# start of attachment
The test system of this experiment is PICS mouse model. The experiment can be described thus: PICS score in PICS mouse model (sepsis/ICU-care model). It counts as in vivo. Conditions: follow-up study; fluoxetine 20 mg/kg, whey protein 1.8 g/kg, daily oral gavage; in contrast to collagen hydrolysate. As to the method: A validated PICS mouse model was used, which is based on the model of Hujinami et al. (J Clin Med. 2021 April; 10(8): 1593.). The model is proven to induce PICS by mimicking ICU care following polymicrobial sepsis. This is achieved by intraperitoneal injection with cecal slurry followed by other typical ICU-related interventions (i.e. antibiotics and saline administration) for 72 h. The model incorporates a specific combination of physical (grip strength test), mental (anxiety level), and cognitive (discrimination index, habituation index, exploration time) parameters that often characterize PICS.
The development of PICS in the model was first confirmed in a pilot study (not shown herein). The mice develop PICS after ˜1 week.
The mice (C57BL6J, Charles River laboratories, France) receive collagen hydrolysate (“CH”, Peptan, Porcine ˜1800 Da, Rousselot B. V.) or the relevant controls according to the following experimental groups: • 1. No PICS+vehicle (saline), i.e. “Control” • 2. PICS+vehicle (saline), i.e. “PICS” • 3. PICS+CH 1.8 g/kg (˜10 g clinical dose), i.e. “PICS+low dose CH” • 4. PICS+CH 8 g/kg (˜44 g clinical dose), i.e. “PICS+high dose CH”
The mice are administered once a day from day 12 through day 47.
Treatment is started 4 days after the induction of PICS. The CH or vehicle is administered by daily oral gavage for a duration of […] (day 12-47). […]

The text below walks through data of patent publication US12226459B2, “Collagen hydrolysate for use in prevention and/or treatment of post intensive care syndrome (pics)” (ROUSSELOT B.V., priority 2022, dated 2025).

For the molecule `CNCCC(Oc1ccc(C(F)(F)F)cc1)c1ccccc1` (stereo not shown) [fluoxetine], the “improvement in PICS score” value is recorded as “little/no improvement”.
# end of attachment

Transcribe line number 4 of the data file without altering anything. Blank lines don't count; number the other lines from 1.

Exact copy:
The mice are administered once a day from day 12 through day 47.